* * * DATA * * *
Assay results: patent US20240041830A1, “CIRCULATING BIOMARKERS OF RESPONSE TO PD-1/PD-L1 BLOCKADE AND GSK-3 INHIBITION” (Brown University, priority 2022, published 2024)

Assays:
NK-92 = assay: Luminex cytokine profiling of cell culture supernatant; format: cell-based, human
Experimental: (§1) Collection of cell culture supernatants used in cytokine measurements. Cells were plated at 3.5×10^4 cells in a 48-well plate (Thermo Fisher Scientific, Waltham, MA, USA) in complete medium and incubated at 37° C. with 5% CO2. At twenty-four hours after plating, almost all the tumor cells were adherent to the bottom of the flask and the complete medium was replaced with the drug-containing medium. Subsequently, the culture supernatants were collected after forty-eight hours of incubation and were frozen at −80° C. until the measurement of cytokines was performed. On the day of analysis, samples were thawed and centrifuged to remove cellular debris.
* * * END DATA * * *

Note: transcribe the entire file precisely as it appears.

Assay results: patent US20240041830A1, “CIRCULATING BIOMARKERS OF RESPONSE TO PD-1/PD-L1 BLOCKADE AND GSK-3 INHIBITION” (Brown University, priority 2022, published 2024)

Assays:
NK-92 = assay: Luminex cytokine profiling of cell culture supernatant; format: cell-based, human
Experimental: (§1) Collection of cell culture supernatants used in cytokine measurements. Cells were plated at 3.5×10^4 cells in a 48-well plate (Thermo Fisher Scientific, Waltham, MA, USA) in complete medium and incubated at 37° C. with 5% CO2. At twenty-four hours after plating, almost all the tumor cells were adherent to the bottom of the flask and the complete medium was replaced with the drug-containing medium. Subsequently, the culture supernatants were collected after forty-eight hours of incubation and were frozen at −80° C. until the measurement of cytokines was performed. On the day of analysis, samples were thawed and centrifuged to remove cellular debris.